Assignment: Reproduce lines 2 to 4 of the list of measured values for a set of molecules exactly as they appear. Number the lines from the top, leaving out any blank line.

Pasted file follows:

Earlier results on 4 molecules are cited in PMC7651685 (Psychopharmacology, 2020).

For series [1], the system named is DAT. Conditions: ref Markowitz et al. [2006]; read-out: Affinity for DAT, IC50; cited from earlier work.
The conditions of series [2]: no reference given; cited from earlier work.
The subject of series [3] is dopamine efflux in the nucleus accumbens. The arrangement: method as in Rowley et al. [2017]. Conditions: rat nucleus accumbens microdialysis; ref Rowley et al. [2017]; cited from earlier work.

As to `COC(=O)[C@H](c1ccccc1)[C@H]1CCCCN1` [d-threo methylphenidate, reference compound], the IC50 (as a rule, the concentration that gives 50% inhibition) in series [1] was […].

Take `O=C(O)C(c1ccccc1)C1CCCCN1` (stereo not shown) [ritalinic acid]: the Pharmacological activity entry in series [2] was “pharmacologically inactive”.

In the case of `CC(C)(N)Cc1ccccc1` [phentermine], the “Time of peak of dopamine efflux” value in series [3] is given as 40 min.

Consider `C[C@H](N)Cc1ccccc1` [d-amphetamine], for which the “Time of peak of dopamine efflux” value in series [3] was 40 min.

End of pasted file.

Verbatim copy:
For series [1], the system named is DAT. Conditions: ref Markowitz et al. [2006]; read-out: Affinity for DAT, IC50; cited from earlier work.
The conditions of series [2]: no reference given; cited from earlier work.
The subject of series [3] is dopamine efflux in the nucleus accumbens. The arrangement: method as in Rowley et al. [2017]. Conditions: rat nucleus accumbens microdialysis; ref Rowley et al. [2017]; cited from earlier work.